A Muslim man who says he owes his life to a Jewish doctor at Kingston Hospital has sponsored a kiddush in his memory at the local United synagogue.
The Muslim, who wishes to remain anonymous, first visited Kingston, Surbiton and District Synagogue earlier this year to try to trace consultant gastroenterologist Dr Tim Heymann, unaware that he had died from a brain tumour a few months previously at the age of 55.
He has become a regular at Shabbat and festival services and is studying Hebrew so he can better understand them.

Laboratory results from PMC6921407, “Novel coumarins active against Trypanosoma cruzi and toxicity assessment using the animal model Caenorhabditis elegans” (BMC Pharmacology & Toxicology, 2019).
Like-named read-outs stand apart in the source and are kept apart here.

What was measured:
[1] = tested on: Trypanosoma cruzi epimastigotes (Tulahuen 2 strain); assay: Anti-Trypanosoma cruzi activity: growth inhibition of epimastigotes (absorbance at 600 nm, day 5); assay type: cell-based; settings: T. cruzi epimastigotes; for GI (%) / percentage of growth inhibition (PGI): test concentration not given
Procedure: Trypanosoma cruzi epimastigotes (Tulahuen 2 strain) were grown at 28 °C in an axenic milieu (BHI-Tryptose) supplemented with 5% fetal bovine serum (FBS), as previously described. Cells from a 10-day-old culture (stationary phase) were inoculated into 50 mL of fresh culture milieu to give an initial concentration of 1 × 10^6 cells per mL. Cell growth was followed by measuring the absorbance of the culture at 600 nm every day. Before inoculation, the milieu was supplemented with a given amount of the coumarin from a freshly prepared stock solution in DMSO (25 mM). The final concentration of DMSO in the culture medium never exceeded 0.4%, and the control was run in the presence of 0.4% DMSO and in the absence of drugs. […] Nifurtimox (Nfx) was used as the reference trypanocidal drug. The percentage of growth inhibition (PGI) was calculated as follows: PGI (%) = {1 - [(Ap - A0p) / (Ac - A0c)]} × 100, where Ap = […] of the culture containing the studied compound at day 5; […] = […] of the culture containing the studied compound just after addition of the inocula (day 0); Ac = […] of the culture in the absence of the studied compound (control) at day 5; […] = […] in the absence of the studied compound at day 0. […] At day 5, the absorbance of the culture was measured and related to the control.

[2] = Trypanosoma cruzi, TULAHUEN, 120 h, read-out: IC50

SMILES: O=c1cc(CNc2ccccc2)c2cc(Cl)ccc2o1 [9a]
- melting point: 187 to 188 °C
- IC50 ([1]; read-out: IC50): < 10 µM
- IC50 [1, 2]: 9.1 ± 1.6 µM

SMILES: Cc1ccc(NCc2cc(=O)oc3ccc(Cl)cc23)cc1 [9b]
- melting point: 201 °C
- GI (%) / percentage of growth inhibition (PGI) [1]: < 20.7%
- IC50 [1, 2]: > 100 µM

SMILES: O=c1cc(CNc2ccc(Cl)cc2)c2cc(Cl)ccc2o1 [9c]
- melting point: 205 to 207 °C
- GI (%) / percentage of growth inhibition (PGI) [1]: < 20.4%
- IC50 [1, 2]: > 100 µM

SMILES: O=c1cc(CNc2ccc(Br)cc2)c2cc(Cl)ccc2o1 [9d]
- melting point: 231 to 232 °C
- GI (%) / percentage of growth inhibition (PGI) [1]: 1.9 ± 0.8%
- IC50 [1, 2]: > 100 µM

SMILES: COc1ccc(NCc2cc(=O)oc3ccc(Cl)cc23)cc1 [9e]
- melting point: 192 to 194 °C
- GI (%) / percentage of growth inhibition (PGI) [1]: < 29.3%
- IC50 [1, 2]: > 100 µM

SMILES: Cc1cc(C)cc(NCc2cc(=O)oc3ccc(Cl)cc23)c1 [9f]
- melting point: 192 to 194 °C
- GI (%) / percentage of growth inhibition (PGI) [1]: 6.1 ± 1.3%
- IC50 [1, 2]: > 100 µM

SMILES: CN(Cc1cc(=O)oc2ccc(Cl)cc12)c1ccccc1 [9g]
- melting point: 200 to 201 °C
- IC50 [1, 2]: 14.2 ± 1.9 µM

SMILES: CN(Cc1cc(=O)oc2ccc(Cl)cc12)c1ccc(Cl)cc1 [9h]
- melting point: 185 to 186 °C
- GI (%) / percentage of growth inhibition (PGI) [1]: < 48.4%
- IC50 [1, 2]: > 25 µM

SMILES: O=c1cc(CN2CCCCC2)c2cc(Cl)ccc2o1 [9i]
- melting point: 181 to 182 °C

“My father taught me to respect anyone who did good things for me,” he explained. “And I believe in toleration and co-existence among all peoples and religions.” He had felt immediately at home in shul.
“Not only was the community warm and friendly to me but I felt drawn emotionally to the sound of the Hebrew prayers, which I found very moving.”
To thank the congregation for being so welcoming — and as a posthumous tribute to Dr Heymann — he recently sponsored the kiddush, the first given by a non-Jew in the shul’s history.
Although the physician was not a Kingston member, his widow Amanda attended the kiddush.
Kingston chair Sheila Mann said the shul was pleased to help the man honour Dr Heymann.
“He comes to shul every Shabbat and often says how much he loves attending our services. He joined us for the whole of the Yom Kippur service and fasted all day. We are delighted to treat him as part of the communal family.”